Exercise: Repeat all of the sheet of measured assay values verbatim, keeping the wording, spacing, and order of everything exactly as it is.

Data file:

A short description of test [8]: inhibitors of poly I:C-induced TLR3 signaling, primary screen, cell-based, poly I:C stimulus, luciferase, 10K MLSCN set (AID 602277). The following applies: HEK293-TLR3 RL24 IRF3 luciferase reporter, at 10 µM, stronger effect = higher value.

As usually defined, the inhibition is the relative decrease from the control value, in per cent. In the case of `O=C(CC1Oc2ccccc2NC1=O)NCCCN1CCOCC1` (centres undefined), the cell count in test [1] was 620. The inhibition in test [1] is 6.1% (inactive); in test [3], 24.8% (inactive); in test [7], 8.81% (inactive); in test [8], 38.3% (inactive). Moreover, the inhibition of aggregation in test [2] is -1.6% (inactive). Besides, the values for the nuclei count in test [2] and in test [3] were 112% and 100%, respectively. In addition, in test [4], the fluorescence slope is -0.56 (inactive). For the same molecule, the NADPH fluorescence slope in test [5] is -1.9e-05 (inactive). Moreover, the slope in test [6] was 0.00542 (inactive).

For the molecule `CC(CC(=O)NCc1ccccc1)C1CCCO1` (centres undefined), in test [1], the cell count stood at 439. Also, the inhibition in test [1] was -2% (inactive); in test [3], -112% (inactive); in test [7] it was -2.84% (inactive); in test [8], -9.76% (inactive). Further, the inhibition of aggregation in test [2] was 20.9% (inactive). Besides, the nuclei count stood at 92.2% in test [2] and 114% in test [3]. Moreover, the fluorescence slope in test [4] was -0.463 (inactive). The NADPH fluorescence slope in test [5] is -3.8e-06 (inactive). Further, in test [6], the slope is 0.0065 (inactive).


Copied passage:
A short description of test [8]: inhibitors of poly I:C-induced TLR3 signaling, primary screen, cell-based, poly I:C stimulus, luciferase, 10K MLSCN set (AID 602277). The following applies: HEK293-TLR3 RL24 IRF3 luciferase reporter, at 10 µM, stronger effect = higher value.

As usually defined, the inhibition is the relative decrease from the control value, in per cent. In the case of `O=C(CC1Oc2ccccc2NC1=O)NCCCN1CCOCC1` (centres undefined), the cell count in test [1] was 620. The inhibition in test [1] is 6.1% (inactive); in test [3], 24.8% (inactive); in test [7], 8.81% (inactive); in test [8], 38.3% (inactive). Moreover, the inhibition of aggregation in test [2] is -1.6% (inactive). Besides, the values for the nuclei count in test [2] and in test [3] were 112% and 100%, respectively. In addition, in test [4], the fluorescence slope is -0.56 (inactive). For the same molecule, the NADPH fluorescence slope in test [5] is -1.9e-05 (inactive). Moreover, the slope in test [6] was 0.00542 (inactive).

For the molecule `CC(CC(=O)NCc1ccccc1)C1CCCO1` (centres undefined), in test [1], the cell count stood at 439. Also, the inhibition in test [1] was -2% (inactive); in test [3], -112% (inactive); in test [7] it was -2.84% (inactive); in test [8], -9.76% (inactive). Further, the inhibition of aggregation in test [2] was 20.9% (inactive). Besides, the nuclei count stood at 92.2% in test [2] and 114% in test [3]. Moreover, the fluorescence slope in test [4] was -0.463 (inactive). The NADPH fluorescence slope in test [5] is -3.8e-06 (inactive). Further, in test [6], the slope is 0.0065 (inactive).